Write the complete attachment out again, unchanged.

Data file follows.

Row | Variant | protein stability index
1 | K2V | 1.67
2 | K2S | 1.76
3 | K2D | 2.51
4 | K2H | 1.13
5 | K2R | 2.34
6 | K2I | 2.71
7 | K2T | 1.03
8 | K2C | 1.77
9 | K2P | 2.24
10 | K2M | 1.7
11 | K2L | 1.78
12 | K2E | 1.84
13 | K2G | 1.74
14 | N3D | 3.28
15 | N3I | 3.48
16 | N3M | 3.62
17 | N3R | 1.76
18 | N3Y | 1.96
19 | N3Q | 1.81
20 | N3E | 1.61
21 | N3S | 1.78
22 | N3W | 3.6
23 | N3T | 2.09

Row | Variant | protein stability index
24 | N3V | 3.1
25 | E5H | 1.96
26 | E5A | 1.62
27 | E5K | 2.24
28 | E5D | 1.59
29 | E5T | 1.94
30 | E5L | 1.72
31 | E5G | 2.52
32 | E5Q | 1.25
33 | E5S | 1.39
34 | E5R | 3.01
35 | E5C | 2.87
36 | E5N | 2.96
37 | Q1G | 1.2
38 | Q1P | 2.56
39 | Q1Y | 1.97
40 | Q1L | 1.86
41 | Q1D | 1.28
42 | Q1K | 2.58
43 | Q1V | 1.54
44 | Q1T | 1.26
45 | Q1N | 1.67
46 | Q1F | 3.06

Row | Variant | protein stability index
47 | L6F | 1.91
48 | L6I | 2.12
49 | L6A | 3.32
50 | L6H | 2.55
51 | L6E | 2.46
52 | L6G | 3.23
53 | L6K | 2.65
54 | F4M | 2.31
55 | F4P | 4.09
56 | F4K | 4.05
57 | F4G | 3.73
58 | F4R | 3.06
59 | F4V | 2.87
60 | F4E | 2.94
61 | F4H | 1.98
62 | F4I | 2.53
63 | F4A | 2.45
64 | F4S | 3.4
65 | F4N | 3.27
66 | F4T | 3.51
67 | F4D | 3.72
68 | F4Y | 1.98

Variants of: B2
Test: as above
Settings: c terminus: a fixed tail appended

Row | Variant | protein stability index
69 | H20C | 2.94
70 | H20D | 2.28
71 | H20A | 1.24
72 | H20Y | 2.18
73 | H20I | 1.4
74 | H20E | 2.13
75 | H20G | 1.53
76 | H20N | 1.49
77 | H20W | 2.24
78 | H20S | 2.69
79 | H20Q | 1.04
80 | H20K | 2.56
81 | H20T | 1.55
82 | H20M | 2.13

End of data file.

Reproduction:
Row | Variant | protein stability index
1 | K2V | 1.67
2 | K2S | 1.76
3 | K2D | 2.51
4 | K2H | 1.13
5 | K2R | 2.34
6 | K2I | 2.71
7 | K2T | 1.03
8 | K2C | 1.77
9 | K2P | 2.24
10 | K2M | 1.7
11 | K2L | 1.78
12 | K2E | 1.84
13 | K2G | 1.74
14 | N3D | 3.28
15 | N3I | 3.48
16 | N3M | 3.62
17 | N3R | 1.76
18 | N3Y | 1.96
19 | N3Q | 1.81
20 | N3E | 1.61
21 | N3S | 1.78
22 | N3W | 3.6
23 | N3T | 2.09

Row | Variant | protein stability index
24 | N3V | 3.1
25 | E5H | 1.96
26 | E5A | 1.62
27 | E5K | 2.24
28 | E5D | 1.59
29 | E5T | 1.94
30 | E5L | 1.72
31 | E5G | 2.52
32 | E5Q | 1.25
33 | E5S | 1.39
34 | E5R | 3.01
35 | E5C | 2.87
36 | E5N | 2.96
37 | Q1G | 1.2
38 | Q1P | 2.56
39 | Q1Y | 1.97
40 | Q1L | 1.86
41 | Q1D | 1.28
42 | Q1K | 2.58
43 | Q1V | 1.54
44 | Q1T | 1.26
45 | Q1N | 1.67
46 | Q1F | 3.06

Row | Variant | protein stability index
47 | L6F | 1.91
48 | L6I | 2.12
49 | L6A | 3.32
50 | L6H | 2.55
51 | L6E | 2.46
52 | L6G | 3.23
53 | L6K | 2.65
54 | F4M | 2.31
55 | F4P | 4.09
56 | F4K | 4.05
57 | F4G | 3.73
58 | F4R | 3.06
59 | F4V | 2.87
60 | F4E | 2.94
61 | F4H | 1.98
62 | F4I | 2.53
63 | F4A | 2.45
64 | F4S | 3.4
65 | F4N | 3.27
66 | F4T | 3.51
67 | F4D | 3.72
68 | F4Y | 1.98

Variants of: B2
Test: as above
Settings: c terminus: a fixed tail appended

Row | Variant | protein stability index
69 | H20C | 2.94
70 | H20D | 2.28
71 | H20A | 1.24
72 | H20Y | 2.18
73 | H20I | 1.4
74 | H20E | 2.13
75 | H20G | 1.53
76 | H20N | 1.49
77 | H20W | 2.24
78 | H20S | 2.69
79 | H20Q | 1.04
80 | H20K | 2.56
81 | H20T | 1.55
82 | H20M | 2.13